Code signing an Android application

iOS requires signing certificates and provisioning profiles for development and distribution. Android simply requires an app to be signed only when it’s ready to be published to the Google Play Store.

Prior to releasing for Google Play, we can publish a debug (non-signed) version of the app to your Android device(s) for testing. Compared to the different iOS configuration and set-up requirements, this does make life a lot easier as a developer.

Signing Android applications is quite simple, though, and involves working with either of the following tools:

  • Keystore command-line utility
  • Android Studio

We’ll explore each of the above tools, starting with the command-line-based Keystore utility, a free software tool included with the system JDK, which is used to manage cryptographic keys and trusted certificates.

Code signing an Ionic Cordova app

In the terminal, navigate to the root of app directory and issue the following command (replacing app-name with the name of app and alias_name with a suitable alias for the Keystore file):

keytool -genkey -v -keystore app-name-release-key.keystore -alias alias_name -keyalg RSA -keysize 2048 -validity 10000

When the above command is run, we will be prompted to create a password for the Keystore and then answer a series of questions before the file is finally created.

When this process has been completed, the generated Keystore file will be saved in the root directory of our app.

Remember: For future reference, it would be wise to save the Keystore file to another location outside of the project. Do not lose this Keystore file because you won’t be able to make updates to the Android app if you do.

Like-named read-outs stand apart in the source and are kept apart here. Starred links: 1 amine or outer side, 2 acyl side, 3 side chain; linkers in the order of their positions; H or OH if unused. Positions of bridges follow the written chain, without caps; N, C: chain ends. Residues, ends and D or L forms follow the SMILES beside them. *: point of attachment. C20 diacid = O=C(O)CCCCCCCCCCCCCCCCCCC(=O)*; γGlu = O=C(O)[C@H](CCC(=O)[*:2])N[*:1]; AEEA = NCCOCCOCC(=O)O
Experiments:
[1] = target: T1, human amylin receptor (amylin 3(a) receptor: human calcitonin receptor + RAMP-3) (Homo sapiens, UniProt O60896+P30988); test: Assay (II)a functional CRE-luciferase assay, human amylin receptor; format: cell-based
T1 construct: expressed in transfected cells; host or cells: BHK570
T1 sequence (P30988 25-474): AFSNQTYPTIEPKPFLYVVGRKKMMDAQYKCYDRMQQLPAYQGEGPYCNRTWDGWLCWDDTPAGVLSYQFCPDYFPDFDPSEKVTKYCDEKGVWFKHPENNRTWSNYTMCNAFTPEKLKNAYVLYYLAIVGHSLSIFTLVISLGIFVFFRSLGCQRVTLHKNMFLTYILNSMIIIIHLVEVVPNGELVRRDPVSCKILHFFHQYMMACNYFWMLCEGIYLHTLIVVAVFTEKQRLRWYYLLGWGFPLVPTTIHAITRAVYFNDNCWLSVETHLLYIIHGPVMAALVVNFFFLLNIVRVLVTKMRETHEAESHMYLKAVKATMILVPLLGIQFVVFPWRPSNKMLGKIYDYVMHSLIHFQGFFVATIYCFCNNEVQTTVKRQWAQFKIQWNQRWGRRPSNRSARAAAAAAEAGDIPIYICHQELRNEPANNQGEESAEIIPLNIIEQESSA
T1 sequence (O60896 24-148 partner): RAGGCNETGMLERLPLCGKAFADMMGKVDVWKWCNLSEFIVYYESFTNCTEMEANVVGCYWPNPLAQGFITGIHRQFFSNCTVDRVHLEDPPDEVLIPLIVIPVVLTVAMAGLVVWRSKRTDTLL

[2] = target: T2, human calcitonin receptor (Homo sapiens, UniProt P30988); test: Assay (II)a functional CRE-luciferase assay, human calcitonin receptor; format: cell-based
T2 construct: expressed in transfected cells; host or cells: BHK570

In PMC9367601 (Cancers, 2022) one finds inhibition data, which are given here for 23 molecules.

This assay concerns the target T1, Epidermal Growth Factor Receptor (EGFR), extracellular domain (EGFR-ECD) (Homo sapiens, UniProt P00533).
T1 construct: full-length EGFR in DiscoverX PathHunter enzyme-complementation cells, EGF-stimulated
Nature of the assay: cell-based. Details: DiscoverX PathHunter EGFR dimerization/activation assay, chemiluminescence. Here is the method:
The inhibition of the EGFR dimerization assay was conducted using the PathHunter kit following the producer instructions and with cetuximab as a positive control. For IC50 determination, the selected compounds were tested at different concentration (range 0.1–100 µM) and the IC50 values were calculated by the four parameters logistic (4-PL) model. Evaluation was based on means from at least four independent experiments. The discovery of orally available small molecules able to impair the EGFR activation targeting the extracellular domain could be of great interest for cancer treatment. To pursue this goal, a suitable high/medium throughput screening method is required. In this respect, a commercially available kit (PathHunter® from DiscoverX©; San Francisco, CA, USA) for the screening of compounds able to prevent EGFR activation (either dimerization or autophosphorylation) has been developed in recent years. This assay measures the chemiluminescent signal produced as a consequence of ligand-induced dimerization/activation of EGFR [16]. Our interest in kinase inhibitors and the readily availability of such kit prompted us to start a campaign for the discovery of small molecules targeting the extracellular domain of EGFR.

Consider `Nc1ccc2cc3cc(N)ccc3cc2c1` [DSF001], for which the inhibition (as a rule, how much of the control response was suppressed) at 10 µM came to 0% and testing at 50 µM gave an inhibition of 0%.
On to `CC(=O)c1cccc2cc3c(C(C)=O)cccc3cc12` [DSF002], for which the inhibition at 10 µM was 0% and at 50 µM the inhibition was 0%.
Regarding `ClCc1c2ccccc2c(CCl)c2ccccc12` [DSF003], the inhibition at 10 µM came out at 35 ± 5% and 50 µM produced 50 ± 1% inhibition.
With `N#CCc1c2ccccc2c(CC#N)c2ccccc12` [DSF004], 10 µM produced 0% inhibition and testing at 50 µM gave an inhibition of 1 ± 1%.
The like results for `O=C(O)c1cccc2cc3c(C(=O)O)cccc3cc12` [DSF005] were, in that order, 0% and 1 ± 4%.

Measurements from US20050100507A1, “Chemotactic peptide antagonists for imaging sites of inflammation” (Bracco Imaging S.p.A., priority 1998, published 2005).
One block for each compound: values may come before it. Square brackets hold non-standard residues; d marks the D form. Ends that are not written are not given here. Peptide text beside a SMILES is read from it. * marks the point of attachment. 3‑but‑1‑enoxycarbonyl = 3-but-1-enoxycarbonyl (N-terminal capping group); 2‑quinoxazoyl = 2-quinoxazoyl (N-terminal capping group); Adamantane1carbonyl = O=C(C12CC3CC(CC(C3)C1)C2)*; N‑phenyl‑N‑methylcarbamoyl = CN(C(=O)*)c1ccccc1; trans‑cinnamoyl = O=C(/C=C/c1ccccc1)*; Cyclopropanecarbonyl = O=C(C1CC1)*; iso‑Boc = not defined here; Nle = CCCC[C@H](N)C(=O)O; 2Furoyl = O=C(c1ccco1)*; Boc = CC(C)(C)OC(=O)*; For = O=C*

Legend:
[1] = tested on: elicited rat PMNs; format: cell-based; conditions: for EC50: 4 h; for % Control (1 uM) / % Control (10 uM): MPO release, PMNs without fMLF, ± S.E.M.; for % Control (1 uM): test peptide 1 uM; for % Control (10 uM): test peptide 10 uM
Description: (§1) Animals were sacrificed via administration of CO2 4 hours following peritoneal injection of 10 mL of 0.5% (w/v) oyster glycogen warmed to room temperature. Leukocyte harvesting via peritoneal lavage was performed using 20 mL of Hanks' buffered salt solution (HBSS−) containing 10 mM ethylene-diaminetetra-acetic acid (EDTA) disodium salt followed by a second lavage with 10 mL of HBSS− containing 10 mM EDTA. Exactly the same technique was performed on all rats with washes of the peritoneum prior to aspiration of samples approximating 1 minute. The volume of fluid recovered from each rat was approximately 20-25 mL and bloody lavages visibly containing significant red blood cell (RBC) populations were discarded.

We definitely do not want this file to be added or made available to version control, as this would present a huge security risk. It also shouldn’t be in the published IPA/APK binaries for our apps that are distributed via the Apple and Google Play App stores or via ad-hoc distribution.

If someone were to reverse-engineer the code for those binaries, they would gain access to the Keystore if it were present in the codebase, which is not good! Remember, a good developer is a security-conscious developer!

If you’ve tried running the above command and are experiencing problems, please refer to this Android installation guide to make sure that the necessary software is installed on your environment and system paths are correctly configured (this is hugely important, so don’t overlook this).

Signing your Android app

There should now be a Keystore file residing in the root directory of your project. In order to sign the Android app, we’ll first need to generate a build file with the following terminal command (add the --prod flag for Ahead-of-Time compiling):

ionic cordova build android --prod --release

Once successfully completed, this will generate an unsigned APK file, based on the values we entered in the config.xml file, located in the platforms/android/build/outputs/apk/ directory.

To sign this unsigned APK file, we’ll need to run the jarsigner utility (another tool included with the JDK installation on the system), which generates the necessary digital signature for the APK file based on the information contained within the Keystore. From the terminal, issue the following command: